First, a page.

21 times I left the house

Last March everyone in my office was sent home to work remotely due to COVID-19. Within a couple of weeks I became mysteriously ill. It didn’t seem like COVID, so that was something, but it was devastating. Symptoms came on suddenly on Friday March 20th. I was pale, light-headed, weak, sometimes short of breath. I had constant heart palpitations and dysrhythmia, “brain fog,” and soul-crushing fatigue. I managed to get out of bed to go to the bathroom or grab a snack. Otherwise I moved from my bed to my work desk, and back to my bed to rest. If I was on my feet for more than a few minutes I would get so weak and tired I would have to sit down wherever I was. So you might just find me on the kitchen floor trying to get up the strength to go back to my bedroom/office. That was my life for five weeks. I only left the house to go get blood drawn, pick up the grocery order and prescriptions, or once for an EKG. Less than once per week. Every time I left the house it would hail, which seemed apt.

All the doctors could figure out was that I had very low ferritin, so I started on iron supplements. In retrospect that was probably responsible for most of the symptoms, (also) secondary to a new autoimmune thyroid disease that wasn’t making itself quite obvious yet. I wasn’t absorbing my iron because of an autoimmune process. At the time I was scared it was something serious, yet I had to err on the side of waiting it out versus getting medical evaluation and treatment, because of COVID. My primary care doc was trying to listen to my heart through video-conferencing. The first hospital I went to, to get my EKG, turned me away because the nurse who did the screening at the door said it wasn’t an essential procedure. I was secretly convinced my heart would just stop while my kids were at their dad’s and no one would notice for days. Or that I’d pass out in the shower or on the basement steps and conk my head.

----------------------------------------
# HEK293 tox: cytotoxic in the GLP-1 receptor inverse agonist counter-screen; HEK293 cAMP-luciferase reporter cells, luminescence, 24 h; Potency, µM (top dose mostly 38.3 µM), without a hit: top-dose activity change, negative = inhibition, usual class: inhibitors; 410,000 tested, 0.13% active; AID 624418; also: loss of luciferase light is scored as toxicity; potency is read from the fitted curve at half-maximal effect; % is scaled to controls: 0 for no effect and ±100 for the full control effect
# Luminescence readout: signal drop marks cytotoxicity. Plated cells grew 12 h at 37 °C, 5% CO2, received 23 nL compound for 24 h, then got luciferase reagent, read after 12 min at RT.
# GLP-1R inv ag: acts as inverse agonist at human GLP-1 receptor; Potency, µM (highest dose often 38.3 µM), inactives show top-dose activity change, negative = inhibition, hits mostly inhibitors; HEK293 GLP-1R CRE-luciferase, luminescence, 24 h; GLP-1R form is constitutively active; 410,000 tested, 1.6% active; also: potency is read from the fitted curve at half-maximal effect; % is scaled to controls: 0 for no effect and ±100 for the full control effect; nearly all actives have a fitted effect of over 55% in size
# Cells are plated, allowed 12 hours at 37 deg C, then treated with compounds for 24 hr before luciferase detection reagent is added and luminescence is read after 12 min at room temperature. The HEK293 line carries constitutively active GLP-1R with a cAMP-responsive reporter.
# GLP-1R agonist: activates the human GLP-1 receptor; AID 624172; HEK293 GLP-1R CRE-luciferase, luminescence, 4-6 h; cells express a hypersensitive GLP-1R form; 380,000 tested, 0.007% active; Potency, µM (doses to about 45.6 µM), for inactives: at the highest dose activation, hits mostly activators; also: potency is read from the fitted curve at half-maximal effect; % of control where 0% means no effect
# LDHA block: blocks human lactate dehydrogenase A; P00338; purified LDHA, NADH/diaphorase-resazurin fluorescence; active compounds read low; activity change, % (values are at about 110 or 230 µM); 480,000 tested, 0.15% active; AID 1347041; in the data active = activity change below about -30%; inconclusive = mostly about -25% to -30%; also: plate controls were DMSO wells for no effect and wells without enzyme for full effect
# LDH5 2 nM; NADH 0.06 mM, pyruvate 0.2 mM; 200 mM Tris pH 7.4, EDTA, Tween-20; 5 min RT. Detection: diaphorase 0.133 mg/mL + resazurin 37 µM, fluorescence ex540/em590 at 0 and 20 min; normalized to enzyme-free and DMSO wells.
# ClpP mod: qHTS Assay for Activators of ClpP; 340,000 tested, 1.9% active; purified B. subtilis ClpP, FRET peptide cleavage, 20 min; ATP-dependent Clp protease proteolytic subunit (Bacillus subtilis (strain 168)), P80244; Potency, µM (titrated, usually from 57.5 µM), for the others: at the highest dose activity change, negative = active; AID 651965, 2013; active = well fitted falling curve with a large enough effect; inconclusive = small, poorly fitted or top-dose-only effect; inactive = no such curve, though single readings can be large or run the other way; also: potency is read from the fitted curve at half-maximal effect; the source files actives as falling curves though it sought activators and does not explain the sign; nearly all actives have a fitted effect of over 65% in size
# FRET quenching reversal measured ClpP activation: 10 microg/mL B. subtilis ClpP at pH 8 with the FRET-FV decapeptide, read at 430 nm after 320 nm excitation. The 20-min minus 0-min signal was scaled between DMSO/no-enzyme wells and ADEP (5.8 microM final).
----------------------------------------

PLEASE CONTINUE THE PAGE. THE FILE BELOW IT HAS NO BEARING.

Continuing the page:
I felt a little extra crazy, too, because COVID stay-at-home order and panic had me so isolated that no one really saw what I was going through unless I went out of my way to try and explain it. I was taking very little leave time at work, because I didn’t have any. Since I worked a desk job 4 feet away from my bed, I was trying to just do it, the best I could. I wasn’t up for all the paperwork that goes with FMLA. So I was too sick to take sick leave? My job is very independent, I had one teleconference meeting in that time and no video conferencing. If a tree falls in the forest? If a ghost-pale woman gets short of breath trying to go 10 feet to the bathroom while her heart “skips” 10 beats per minute continuously…? My mother in law is the only person who both saw and *registered* how sick I was. She would come take the kids on bike rides and we would talk from a distance in the driveway. She had heart problems when she was a young otherwise healthy woman, so she was alert to the possibility that my providers were minimizing my cardiac symptoms. But mostly she just SAW me. The look of alarm on her face was so validating. I really am sick, aren’t I? It sure feels like it.

I need to take you further back for context, though. I had been manic in the summer of 2019, so March 2020 arrived after a long dark night of rebound depression. What goes up must go down, and, the higher up, the further down, in my personal bipolar experience. We knocked the mania out with lithium, and that fall and winter I had no further threat of hypomania or mania. Instead I was just down. Way low down. Stable but shitty. So when the pandemic hit and I became ill, I was already just hanging on by a thread, trying to recover from the episode and put my life back together, waiting and hoping the depression would lift. I was already relying on take-out or freezer meals to feed the kids. The house was already cluttered and in serious need of cleaning. I was already out of shape and spending too much time hunkered down in my bedroom. Then I needed to adjust to full-time remote work, remote school for the kids, and all of the other pandemic related stressors… and then I was seriously ill in this new way and no one knew why.